A Partim…Partim Response to Zerochurch

From the main page at Zerochurch:

“We have a talk, but no preaching. We have an offering, but not for us, for the poor and oppressed. We have a warm community, but don’t care a lot about formal membership We have a band, but not much worship music. We have a worship service, but not to the exclusion of new worshipers.” (Chris at The Daily Scroll)

Confessional Reformed might actually find some hope here. Well, okay, the first one is right out. The NT doesn’t show the church meeting to “talk” or even “dialogue” amongst themselves. If folks want to hold an evangelistic outreach or meet people in a coffee house (where “coffee, couches, and candles are apropos) that’s fine. The dialogue that confessional Reformed Christians envision is between God and his people. God speaks and his people respond with his Word. The vocabulary of the NT is quite clear and explicit. The verbs are “to preach,” and “proclaim” and the like. Sure, there’s a place for casual conversation but let’s get the setting right. The Scriptures place us at the foot of Sinai and Zion, not in a coffee house. Second, why should we juxtapose warm community and formal membership? I have a quite formal relationship with my wife and children. We are bound together by a formal, legal covenant into which we entered before God and man such that it takes actual, legal, formal action to dissolve it. That doesn’t mean that we don’t have, within that structure, a really genuine, intimate warmth. We certainly do, but we weren’t able to enter into that relationship without the formal structure. Again, let’s the the metaphor right. Church is not “dating,” it’s getting married.

I’m glad they don’t have “worship music.” Great. Now just kill the band, and, while they’re at it, the organ, guitar, and piano and we’re “cooking with gas” as Grandpa used to say. The Emergents/emergings sense that something’s wrong with worship but lacking the Regulative Principle of Worship (we do only that in worship which God explicitly or implicitly requires) they are left to their own devices so they substitute a band for creepy P&W music. The Reformed Reformation has a solution for this problem: It’s call the Psalter. It’s got 150 songs, inspired by God the Spirit, perfect for any occasion, full of references to the objective history of redemption, full of the revelation of God the Son, his suffering and his glory, of his kingdom, of his promises, of his moral requirements, and of honest reflection on the realities of life in a fallen world. What else could a Christian congregation want?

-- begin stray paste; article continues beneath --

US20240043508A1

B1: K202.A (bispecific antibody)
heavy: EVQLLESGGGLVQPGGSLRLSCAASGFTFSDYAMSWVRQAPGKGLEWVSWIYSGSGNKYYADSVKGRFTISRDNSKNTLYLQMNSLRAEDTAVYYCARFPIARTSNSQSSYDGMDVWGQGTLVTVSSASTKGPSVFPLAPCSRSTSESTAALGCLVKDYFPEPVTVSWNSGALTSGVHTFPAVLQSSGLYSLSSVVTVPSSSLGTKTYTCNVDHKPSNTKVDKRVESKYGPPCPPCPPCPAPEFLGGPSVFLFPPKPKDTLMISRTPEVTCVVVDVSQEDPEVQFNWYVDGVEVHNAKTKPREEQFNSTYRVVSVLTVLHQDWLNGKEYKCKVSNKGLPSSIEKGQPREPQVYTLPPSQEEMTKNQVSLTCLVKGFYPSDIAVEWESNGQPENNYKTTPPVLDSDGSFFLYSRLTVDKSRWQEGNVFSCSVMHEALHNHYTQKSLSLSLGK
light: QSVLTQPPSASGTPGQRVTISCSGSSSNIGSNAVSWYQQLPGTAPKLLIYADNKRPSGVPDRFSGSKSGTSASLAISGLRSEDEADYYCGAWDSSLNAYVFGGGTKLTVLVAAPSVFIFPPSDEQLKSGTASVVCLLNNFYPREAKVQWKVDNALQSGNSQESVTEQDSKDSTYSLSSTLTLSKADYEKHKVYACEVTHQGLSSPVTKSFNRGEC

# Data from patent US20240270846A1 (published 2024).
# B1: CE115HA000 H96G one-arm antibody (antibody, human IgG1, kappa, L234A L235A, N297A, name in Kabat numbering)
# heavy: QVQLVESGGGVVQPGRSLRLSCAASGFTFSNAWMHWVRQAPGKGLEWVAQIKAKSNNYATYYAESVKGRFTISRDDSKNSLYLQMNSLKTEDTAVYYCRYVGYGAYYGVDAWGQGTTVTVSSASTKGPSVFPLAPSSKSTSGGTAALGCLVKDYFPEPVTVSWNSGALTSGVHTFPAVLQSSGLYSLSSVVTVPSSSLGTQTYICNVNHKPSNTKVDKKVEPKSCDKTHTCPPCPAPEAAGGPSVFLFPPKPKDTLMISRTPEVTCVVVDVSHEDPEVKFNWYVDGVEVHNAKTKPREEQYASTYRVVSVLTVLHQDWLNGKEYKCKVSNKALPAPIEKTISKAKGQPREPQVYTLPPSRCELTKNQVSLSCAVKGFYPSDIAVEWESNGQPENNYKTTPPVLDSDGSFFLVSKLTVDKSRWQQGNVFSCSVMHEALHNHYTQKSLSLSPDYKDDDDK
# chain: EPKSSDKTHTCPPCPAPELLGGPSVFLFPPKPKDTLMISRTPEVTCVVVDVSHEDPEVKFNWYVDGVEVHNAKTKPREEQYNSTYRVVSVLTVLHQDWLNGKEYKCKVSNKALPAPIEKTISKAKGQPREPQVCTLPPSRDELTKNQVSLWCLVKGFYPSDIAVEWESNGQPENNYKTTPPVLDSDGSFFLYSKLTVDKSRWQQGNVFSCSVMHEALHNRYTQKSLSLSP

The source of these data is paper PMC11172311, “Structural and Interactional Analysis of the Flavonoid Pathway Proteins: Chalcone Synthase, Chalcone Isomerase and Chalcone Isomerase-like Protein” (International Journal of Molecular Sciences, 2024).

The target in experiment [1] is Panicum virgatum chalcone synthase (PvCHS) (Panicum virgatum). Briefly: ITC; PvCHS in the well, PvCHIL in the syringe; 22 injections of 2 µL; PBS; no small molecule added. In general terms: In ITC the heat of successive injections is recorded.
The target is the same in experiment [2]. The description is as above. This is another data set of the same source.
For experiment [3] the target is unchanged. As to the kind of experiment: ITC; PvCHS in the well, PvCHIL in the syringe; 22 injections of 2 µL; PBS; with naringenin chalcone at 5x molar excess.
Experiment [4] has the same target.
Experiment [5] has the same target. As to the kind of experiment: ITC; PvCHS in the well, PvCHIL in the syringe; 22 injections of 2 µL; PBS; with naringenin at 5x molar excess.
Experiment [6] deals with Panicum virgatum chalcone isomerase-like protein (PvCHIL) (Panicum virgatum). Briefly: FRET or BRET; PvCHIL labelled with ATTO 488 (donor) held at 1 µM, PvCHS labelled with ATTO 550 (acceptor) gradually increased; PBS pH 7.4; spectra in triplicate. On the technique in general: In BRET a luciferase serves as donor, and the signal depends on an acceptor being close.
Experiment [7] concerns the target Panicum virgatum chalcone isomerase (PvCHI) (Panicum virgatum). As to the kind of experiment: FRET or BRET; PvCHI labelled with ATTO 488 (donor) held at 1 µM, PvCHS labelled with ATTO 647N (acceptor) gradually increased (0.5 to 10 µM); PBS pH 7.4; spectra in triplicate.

Frankly, what caught my eye is the line about the offering. I sympathize here. I’ve raised questions about the offering. This is a sacred cow that needs to be subjected to radical criticism. This isn’t a question of the financial support of the congregation. That’s a moral duty revealed in God’s Word. It is a question of means.

Finally, I agree that a worship service is not an either/or proposition regarding visitors. I think this line is aimed a the blissed-out boomers for whom worship has become therapeutic moralistic Deism. If one asked the Church Growth Gurus, I’m sure they would agree that the worship service is for outsiders, in fact, for them it’s all about visitors and front doors, and back doors and side doors etc. The NT church worshiped or was meant to worship with a consciousness first of all of God, second of the brothers and sisters in the Lord, but also of the outsider who came into service. The prayer was that the outsider would be so impressed by the evident presence of God that he or she would fall down in worship. We’re to speak so that others can understand. We’re to preach the law and the gospel. At least some of the old Reformed liturgies were conscious that not every person in attendance was necessarily a believer.